Honda is to develop a plug-in hybrid vehicle for the US market by 2012, the company's CEO Takanobu Ito announced July 20, although he insisted that the company still believes the future of fuel cell technology is bright.

The new vehicle will be designed to compete with the plugin Prius, a rechargeable version of Toyota's phenomenally successful hybrid which is also scheduled for release in 2012.

By the end of 2010, Honda expects its plugin vehicles to be undergoing tests in California in the city of Torrance, as well as demonstrations through 2011 at Stanford University and Google.

While admitting that electic vehicles still have "some issues that need to be addressed," Honda also indicated that it expects its own full-battery electric vehicle to go on sale in Japan and the US by 2012.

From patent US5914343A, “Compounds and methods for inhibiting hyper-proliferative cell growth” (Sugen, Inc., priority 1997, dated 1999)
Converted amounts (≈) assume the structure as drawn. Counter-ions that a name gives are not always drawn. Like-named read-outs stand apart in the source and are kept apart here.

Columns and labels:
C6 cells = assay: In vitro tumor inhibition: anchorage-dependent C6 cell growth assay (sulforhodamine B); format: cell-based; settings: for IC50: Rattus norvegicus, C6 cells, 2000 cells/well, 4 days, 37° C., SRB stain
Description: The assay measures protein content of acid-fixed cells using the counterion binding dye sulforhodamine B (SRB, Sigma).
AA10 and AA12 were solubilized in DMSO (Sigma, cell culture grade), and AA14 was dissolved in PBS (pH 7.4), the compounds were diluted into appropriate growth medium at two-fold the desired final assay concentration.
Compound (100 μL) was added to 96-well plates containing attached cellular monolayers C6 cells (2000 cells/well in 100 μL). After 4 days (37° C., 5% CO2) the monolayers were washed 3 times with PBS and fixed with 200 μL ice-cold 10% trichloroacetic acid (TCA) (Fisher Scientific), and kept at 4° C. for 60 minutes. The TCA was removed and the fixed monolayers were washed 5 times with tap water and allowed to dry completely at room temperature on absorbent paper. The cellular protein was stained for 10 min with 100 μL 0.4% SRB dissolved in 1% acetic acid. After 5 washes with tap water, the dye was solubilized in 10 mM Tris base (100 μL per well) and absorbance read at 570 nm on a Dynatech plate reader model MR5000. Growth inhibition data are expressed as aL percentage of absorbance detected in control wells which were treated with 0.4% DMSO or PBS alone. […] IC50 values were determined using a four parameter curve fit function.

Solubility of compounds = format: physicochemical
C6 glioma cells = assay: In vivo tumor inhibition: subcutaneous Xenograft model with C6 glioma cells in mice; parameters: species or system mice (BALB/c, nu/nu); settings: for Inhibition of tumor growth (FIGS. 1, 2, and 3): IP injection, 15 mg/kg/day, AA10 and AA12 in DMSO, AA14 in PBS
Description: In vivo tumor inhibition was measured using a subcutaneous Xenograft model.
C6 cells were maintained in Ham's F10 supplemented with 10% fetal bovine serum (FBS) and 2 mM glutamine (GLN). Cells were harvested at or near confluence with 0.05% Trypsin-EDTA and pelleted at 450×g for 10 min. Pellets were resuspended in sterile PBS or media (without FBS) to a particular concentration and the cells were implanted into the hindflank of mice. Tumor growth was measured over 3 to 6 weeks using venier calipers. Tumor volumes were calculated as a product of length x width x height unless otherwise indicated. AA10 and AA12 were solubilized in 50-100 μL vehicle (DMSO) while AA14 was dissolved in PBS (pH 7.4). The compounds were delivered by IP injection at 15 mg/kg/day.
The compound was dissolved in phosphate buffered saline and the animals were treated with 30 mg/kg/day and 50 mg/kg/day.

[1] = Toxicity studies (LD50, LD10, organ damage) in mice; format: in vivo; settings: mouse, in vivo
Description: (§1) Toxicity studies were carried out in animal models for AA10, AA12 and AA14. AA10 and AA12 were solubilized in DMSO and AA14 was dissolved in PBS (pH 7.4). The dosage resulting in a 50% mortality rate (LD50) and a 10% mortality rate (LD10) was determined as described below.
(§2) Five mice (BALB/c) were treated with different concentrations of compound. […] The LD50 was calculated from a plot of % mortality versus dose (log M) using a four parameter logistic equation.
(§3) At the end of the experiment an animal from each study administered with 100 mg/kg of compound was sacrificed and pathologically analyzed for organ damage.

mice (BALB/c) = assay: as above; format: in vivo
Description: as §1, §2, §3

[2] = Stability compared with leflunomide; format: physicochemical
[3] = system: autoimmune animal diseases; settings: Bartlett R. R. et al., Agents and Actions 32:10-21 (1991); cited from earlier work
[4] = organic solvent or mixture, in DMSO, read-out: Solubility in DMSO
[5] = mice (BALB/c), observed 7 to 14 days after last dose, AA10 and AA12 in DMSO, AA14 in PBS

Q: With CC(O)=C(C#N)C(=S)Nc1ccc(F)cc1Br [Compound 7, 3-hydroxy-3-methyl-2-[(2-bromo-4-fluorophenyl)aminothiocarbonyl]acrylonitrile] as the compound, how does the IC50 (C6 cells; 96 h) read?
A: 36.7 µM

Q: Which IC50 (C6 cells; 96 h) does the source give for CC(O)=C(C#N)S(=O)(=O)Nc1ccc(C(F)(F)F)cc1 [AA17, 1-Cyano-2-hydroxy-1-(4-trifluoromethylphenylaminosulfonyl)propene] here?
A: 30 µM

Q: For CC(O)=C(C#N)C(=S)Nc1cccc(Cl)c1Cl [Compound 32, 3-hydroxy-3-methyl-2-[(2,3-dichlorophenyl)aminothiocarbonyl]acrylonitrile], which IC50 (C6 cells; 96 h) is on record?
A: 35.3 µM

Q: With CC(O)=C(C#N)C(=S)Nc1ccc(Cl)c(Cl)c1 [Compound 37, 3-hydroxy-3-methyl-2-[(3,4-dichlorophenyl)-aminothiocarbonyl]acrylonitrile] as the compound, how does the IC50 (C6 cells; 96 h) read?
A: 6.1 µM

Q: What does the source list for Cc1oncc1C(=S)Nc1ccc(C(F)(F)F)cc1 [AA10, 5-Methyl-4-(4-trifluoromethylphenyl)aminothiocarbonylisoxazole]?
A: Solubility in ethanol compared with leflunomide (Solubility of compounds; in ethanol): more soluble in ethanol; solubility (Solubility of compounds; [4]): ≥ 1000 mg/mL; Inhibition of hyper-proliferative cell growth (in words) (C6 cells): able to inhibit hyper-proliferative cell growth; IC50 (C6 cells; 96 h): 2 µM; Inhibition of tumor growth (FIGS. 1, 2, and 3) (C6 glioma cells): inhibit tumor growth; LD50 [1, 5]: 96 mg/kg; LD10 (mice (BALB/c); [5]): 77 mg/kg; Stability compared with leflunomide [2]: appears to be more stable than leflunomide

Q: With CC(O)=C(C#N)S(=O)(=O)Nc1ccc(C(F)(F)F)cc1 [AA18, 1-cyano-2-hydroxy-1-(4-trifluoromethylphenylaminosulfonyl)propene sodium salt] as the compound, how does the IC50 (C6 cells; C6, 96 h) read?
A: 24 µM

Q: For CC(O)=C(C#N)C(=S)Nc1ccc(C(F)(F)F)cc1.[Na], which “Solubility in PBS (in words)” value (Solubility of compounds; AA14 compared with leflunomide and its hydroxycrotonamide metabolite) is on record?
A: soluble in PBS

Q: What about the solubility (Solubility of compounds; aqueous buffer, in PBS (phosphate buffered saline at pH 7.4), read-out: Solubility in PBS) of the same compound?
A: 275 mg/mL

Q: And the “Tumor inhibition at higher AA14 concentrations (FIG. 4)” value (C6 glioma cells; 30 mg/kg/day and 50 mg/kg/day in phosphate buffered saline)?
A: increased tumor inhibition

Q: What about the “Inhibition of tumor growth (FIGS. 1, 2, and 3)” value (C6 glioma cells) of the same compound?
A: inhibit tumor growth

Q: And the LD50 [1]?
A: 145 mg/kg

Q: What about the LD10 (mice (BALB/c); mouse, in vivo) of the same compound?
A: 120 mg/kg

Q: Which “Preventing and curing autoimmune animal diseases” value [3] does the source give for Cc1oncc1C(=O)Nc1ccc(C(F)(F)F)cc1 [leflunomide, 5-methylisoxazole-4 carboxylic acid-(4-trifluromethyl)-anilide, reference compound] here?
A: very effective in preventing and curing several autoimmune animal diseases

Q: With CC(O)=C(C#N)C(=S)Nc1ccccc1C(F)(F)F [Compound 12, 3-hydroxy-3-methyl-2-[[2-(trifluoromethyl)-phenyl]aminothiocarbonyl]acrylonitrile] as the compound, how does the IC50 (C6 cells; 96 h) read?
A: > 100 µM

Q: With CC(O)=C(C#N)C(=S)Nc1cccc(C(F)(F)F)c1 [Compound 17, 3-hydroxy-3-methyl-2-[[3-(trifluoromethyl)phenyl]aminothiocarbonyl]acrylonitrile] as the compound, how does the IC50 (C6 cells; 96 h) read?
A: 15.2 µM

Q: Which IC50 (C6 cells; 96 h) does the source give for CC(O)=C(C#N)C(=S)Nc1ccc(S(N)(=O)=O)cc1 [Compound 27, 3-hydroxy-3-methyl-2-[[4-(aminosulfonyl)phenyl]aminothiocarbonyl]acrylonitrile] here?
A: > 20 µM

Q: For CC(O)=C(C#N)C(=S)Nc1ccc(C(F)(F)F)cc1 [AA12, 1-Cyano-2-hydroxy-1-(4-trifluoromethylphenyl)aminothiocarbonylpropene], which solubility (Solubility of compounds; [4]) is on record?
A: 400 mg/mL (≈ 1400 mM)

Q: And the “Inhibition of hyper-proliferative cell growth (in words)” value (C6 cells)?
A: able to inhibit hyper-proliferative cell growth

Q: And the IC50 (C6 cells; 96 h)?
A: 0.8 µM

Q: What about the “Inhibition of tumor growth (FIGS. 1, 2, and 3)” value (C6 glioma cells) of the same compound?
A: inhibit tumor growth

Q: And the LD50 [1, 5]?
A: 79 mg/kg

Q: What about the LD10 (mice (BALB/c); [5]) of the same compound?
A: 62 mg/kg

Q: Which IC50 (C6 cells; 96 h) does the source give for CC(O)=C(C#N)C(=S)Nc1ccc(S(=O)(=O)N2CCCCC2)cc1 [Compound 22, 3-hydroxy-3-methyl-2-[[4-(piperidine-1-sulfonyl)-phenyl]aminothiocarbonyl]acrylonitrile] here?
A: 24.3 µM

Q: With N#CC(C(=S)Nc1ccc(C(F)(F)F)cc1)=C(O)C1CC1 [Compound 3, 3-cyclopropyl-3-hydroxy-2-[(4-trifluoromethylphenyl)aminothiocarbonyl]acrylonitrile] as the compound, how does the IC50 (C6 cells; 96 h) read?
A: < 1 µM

As a long-time advocate of fuel cell technology, the automaker showed no signs of giving up on its goal to make hydrogen-fuelled vehicles a reality, saying that "in the long-term, fuel-cell electric vehicles will provide the ultimate mobility."

It has promised to continue work on its hydrogen fuelling systems and on the technological advancement of the FCX Clarity, a fuel-cell vehicle currently being tested by several high-profile customers (including 2010 Canadian Olympic hockey team captain Scott Niedermayer) which emits only water vapor and has a range of 385 km.

Though fuel cells are considered unrealistic by some automakers and critics, primarily due to the lack of fuelling stations, Honda has spent over seven years refining its models with customers, releasing several generations of the vehicles to be road tested in areas that have the necessary hydrogen infrastructure.

It says that with the Clarity's fuel efficiency three times that of a comparable, modern gasoline-powered automobile, its ultimate goal is to achieve "the mass-market commercialization of zero-emissions fuel cell vehicles."

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